Certain Detained Asylum Seekers Must Receive a Bond Hearing Within 7 Days, Judge Orders

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Asylum seekers are often imprisoned in immigration detention for weeks or months before they can ask a judge to release them, even though they’re entitled to bond hearings. But this injustice may soon be corrected for some asylum seekers.

On Friday, a U.S. district court judge ruled that certain detained asylum seekers must receive a bond hearing within seven days of requesting one. The Seattle judge also ordered that immigration courts must provide legal protections at the hearings.

The ruling in the Padilla v. ICE case is a defeat for the Trump administration. It strikes a blow against the ongoing campaign to punish and deter migrants from seeking asylum.

Judge Marsha J. Peckman ordered the immigration courts to:

  • Provide certain detained asylum seekers with a bond hearing within 7 days of requesting one.
  • Put the burden of proof on the Department of Homeland Security—not the asylum seekers—to justify continued detention.
  • Record or provide a transcript of the hearings.
  • Issue a written decision that explains why an immigration judge decides to grant or deny bond at the time the decision is made.

The case is a nationwide class action brought by detained asylum seekers. The decision, which grants their motion for a preliminary injunction, applies to all detained asylum seekers who entered the United States between ports of entry and then passed an initial screening on their asylum claims called a credible fear interview. The American Immigration Council and Northwest Immigrant Rights Project represent the asylum seekers.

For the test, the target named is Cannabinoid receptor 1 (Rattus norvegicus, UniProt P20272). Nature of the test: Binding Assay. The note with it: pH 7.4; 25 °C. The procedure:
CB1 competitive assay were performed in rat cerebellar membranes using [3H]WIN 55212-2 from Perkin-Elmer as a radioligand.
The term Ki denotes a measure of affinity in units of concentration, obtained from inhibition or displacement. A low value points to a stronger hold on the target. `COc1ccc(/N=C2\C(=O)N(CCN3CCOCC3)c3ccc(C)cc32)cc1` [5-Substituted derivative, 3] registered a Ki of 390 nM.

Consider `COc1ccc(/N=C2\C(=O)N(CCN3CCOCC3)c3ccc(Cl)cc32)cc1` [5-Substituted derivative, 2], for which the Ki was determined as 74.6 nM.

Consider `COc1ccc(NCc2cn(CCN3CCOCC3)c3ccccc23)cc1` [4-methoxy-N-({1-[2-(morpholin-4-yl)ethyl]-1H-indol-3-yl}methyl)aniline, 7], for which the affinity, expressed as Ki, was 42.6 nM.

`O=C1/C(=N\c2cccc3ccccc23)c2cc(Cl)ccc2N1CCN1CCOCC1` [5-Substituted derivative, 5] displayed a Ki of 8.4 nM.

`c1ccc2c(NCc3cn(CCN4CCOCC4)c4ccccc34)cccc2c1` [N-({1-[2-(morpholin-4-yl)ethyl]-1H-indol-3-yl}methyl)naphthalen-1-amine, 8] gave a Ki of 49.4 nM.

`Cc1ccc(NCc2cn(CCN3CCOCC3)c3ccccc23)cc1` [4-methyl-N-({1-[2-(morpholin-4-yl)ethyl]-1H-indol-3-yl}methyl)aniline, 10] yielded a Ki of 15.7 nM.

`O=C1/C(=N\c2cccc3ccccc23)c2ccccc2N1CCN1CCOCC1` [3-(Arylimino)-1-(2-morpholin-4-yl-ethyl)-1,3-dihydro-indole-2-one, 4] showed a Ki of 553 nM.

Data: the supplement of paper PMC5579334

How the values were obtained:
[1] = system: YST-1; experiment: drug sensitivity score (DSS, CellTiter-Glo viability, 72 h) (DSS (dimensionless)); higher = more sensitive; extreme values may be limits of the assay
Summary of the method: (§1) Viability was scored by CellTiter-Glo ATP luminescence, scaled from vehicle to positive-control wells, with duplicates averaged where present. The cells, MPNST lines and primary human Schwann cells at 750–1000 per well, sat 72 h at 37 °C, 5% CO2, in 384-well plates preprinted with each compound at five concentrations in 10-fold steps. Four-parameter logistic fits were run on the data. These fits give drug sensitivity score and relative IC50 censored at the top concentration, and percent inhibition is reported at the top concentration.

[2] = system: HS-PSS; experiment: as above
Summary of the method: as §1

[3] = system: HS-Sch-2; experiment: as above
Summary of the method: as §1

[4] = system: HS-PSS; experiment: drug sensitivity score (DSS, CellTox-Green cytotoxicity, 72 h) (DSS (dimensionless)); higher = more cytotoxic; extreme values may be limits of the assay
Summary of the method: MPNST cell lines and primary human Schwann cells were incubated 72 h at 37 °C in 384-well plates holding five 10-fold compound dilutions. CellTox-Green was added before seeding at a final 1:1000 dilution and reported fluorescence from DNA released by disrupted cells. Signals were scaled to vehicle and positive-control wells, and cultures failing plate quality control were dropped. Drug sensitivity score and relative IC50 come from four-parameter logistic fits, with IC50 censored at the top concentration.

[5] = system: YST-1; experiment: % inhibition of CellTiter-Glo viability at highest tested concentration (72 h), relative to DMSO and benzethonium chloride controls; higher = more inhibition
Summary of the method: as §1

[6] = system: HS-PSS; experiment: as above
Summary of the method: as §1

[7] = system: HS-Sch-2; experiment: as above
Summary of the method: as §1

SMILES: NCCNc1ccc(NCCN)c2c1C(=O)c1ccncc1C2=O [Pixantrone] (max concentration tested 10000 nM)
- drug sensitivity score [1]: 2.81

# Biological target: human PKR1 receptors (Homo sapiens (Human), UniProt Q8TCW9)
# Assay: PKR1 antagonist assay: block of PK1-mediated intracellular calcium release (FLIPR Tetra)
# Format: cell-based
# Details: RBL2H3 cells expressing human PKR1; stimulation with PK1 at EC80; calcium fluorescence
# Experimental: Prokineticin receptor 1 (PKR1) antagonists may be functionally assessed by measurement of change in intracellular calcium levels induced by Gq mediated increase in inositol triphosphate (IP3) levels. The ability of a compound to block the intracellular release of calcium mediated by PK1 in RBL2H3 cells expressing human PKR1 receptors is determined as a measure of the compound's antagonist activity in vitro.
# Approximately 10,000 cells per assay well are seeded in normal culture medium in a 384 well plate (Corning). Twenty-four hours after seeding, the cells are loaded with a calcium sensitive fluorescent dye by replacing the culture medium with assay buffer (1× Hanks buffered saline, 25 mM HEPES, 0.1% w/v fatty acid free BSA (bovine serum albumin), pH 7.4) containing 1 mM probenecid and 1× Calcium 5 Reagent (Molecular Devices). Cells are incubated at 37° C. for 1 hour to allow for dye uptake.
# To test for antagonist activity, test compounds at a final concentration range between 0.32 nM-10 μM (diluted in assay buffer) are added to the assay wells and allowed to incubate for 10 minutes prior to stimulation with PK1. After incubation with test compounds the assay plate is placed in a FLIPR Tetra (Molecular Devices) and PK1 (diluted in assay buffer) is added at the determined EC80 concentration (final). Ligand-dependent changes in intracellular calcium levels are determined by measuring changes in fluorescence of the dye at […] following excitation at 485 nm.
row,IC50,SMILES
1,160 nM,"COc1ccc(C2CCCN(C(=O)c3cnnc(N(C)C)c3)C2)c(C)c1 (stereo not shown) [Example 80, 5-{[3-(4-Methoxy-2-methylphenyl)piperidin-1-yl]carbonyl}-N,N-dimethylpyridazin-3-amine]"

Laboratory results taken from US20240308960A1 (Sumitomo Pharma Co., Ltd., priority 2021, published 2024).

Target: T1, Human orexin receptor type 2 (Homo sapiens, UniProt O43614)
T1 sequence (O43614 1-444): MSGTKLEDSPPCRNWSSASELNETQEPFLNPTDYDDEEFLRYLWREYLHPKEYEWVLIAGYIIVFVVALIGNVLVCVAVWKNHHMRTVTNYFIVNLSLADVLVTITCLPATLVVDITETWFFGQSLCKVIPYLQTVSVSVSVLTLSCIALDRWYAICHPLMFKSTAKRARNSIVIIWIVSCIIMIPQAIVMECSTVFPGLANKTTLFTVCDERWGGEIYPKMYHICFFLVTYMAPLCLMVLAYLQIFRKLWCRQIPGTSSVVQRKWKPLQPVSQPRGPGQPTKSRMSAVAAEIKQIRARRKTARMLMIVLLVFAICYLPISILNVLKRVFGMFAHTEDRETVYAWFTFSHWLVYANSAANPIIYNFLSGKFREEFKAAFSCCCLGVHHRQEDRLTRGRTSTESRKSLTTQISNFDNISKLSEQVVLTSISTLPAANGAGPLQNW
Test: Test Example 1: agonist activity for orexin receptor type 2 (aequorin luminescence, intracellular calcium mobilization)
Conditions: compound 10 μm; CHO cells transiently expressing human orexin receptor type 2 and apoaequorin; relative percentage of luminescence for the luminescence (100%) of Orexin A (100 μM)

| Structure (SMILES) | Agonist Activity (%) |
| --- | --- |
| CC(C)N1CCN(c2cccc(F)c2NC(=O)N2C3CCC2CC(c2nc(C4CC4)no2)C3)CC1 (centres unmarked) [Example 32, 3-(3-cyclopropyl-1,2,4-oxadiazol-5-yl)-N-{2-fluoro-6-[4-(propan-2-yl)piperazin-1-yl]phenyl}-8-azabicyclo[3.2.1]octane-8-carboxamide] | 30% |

This order could drastically change the situation of thousands of detained asylum seekers. Many would no longer need to wait for weeks or months to get a bond hearing.

The order would also put in place important legal protections. Currently, even once they receive bond hearings, asylum seekers are at a disadvantage. They are often unable to gather evidence or obtain legal representation to help with their bond requests while behind bars. Yet, the courts still require they bear the burden of proof to show why they should be released.

Under this system, asylum seekers also are often left in the dark about why their bond requests are denied. Bond hearings are not generally recorded. Judges also don’t have to explain in writing why they denied bond until after an immigrant has already appealed the decision. This creates serious problem for asylum seekers trying to appeal bond denials.

These unfair practices leave many immigrants incarcerated during the entire, lengthy asylum process. Immigrants forced to stay in detention are less likely to succeed in their asylum cases. Some may even give up valid claims to remain in the United States to get out of unsafe detention conditions.

The ruling is set to take effect within 30 days. However, the government could appeal the decision to a higher court or take other steps to prevent it from going into effect in those 30 days.

This decision is still a first step towards ensuring asylum seekers have access to prompt, fair bond hearings.

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